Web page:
Gout Specialist

West County Rheumatology

Rheumatologists located in Saint Louis, MO

Having enlarged joints near your toes, fingers, wrists, or ankles may seem normal, but if they become inflamed or painful, you might have gout. To prevent periods of intense pain and tenderness, the experts at West County Rheumatology in Saint Louis provide treatments for gout and suggestions for lifestyle changes to help you remain pain-free. To find out if you have gout, call West County Rheumatology or request your appointment with Sona Kamat, MD, FACR, or another team member, online today.

Gout Q & A

What is gout?

Gout is a common type of arthritis that appears as a result of a high amount of a substance in your blood called uric acid. Uric acid accumulates around your joints and crystallizes into solid masses called urate crystals. 

The most common area for gout is the joint at the base of your big toe. The area often feels completely normal but looks enlarged or deformed. It may become painful and swollen periodically.

What are the stages of gout?

Gout appears in several stages:

Asymptomatic hyperuricemia

This is the stage before any gout attacks have happened. Urate crystals begin to form around your joint, and you have a high amount of uric acid in your blood, but you likely don’t know it yet.

Gout attack

Gout attacks often strike at night and often after you drink lots of alcohol, take certain medications, or injure yourself. During a gout attack, the level of uric acid in your blood is high and collides with the urate crystals, causing pain.

Interval gout

Interval gout is the period between gout attacks. During this time, you can postpone more gout attacks and reduce the remaining inflammation by making changes to your diet and lifestyle.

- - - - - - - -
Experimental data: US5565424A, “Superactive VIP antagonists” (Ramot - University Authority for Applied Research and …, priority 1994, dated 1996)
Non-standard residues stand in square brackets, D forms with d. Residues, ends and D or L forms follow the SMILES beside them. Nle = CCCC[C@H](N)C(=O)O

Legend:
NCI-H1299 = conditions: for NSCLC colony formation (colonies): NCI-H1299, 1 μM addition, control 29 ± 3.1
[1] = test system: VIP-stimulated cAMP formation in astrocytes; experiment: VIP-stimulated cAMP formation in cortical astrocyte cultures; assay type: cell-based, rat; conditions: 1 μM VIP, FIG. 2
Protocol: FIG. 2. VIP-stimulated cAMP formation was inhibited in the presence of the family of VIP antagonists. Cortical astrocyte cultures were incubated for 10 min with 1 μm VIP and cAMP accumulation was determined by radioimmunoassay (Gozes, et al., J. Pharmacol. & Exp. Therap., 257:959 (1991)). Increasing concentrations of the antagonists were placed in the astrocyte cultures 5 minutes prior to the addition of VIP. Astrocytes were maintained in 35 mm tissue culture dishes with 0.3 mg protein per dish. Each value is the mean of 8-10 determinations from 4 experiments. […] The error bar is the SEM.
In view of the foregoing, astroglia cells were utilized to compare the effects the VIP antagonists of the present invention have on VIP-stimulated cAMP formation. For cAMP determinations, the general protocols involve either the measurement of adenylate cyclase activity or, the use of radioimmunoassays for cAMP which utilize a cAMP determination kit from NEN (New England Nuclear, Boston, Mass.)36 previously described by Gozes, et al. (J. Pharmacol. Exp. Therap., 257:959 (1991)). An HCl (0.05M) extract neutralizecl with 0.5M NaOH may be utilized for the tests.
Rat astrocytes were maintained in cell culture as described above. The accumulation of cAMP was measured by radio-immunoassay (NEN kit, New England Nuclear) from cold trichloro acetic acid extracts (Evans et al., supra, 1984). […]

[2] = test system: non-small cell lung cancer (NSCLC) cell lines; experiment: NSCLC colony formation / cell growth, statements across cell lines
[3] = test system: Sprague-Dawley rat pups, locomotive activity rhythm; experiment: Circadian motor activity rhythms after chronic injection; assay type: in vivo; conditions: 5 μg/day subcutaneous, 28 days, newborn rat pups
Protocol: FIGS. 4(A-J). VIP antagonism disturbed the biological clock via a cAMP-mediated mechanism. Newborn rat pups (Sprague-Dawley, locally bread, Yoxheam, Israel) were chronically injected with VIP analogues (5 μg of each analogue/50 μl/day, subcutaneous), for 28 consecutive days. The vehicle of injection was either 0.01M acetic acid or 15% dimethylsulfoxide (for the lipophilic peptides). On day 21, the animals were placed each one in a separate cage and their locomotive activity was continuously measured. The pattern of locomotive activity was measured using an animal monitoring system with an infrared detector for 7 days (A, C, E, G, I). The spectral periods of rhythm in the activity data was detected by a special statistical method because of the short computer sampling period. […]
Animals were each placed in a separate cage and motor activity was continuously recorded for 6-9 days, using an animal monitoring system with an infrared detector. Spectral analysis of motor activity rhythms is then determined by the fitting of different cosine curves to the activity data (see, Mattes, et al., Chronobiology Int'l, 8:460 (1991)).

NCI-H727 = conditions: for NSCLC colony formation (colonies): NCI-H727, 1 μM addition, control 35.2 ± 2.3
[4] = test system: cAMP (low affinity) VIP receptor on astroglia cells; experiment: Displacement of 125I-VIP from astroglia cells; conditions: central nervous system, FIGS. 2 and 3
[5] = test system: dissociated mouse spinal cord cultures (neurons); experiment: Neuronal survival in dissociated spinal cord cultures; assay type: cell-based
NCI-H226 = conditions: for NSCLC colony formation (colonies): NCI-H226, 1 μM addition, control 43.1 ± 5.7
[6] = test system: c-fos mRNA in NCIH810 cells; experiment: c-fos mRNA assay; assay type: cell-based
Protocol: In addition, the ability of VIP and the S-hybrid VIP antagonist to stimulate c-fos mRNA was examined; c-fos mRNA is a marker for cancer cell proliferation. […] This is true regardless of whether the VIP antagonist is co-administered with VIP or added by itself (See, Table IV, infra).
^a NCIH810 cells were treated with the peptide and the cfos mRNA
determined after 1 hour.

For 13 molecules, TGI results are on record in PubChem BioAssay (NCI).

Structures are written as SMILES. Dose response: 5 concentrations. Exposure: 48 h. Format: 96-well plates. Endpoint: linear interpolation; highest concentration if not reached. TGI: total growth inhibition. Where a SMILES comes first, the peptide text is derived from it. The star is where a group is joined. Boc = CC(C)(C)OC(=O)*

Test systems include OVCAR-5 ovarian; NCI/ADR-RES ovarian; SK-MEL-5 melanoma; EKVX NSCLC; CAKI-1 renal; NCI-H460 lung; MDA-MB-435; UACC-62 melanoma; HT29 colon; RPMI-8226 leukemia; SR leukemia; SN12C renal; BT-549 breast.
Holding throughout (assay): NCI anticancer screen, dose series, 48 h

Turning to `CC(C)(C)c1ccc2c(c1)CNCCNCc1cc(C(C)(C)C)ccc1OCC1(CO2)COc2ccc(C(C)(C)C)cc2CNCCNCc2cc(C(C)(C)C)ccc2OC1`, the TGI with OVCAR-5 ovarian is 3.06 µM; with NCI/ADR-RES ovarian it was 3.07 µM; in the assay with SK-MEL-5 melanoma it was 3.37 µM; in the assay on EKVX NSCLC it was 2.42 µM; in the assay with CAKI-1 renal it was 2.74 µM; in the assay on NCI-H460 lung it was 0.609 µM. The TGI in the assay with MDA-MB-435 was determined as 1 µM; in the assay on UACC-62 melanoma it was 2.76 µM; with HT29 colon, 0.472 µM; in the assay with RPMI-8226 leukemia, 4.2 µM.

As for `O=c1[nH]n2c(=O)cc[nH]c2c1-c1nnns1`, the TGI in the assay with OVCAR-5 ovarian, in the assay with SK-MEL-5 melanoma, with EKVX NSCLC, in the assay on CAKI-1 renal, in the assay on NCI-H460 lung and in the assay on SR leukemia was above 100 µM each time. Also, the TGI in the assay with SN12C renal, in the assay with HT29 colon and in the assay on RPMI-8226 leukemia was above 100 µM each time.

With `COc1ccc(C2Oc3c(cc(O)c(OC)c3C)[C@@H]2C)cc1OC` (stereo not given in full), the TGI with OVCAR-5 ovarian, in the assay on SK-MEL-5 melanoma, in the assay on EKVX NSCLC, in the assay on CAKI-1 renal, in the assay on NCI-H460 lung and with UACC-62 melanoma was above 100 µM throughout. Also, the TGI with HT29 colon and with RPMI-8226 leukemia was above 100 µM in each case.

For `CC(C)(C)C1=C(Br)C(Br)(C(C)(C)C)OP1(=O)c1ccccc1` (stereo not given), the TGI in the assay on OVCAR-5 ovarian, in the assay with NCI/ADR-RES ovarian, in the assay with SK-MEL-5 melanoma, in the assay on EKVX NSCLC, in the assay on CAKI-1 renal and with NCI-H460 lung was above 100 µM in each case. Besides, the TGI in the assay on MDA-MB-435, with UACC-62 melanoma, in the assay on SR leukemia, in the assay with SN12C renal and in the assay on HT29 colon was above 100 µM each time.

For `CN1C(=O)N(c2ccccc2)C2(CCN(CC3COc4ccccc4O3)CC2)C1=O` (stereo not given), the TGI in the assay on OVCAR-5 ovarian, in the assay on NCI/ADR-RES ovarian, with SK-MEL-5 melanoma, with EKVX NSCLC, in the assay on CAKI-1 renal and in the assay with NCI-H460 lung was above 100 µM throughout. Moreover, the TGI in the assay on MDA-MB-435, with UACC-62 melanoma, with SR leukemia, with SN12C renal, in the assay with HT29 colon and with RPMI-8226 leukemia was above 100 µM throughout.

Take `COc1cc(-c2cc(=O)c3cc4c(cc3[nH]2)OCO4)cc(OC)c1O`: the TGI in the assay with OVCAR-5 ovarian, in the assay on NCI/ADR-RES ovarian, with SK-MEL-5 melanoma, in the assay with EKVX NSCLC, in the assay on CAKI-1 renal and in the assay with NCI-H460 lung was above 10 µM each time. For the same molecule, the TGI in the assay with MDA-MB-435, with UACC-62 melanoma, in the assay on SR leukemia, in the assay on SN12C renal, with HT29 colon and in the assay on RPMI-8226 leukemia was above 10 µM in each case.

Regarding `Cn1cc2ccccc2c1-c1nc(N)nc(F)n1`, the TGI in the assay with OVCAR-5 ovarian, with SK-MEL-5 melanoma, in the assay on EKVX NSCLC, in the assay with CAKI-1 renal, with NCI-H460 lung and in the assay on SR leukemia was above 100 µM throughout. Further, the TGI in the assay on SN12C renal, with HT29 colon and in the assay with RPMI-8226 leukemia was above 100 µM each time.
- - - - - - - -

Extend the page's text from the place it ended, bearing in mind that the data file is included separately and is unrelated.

Chronic gout

Chronic gout appears as gout attacks become frequent, and joint inflammation worsens. When left untreated, chronic gout can lead to permanent damage and a loss of joint mobility.

What causes gout?

Uric acid is a natural component in your blood that helps break down certain foods. Normally, your kidneys clear uric acid from your blood, and it’s excreted in your urine. If your body produces too much uric acid or doesn’t eliminate enough, the levels increase. 

You might get high levels of uric acid leading to gout through:

  • Heavy alcohol consumption
  • Eating lots of red meat or shellfish
  • Drinking sugary sodas
  • Having high blood pressure
  • Being overweight
  • Being dehydrated

If you’re in the early stages of gout, making some changes to your lifestyle is enough to prevent attacks.

What are my treatment options for gout?

If you get frequent gout attacks, the team at West County Rheumatology may prescribe medications to take alongside adjustments to your eating and drinking habits. Treatments that work well to relieve gout pain and inflammation include:

  • Nonsteroidal anti-inflammatory drugs (NSAIDs)
  • Colchicine pain relievers
  • Corticosteroid pills or injections

For the best chances at keeping your joints mobile and pain-free, you must follow your treatment plan for gout exactly as the West County Rheumatology team suggests.

To find out if you have gout and to prevent attacks, call West County Rheumatology or book an appointment online today.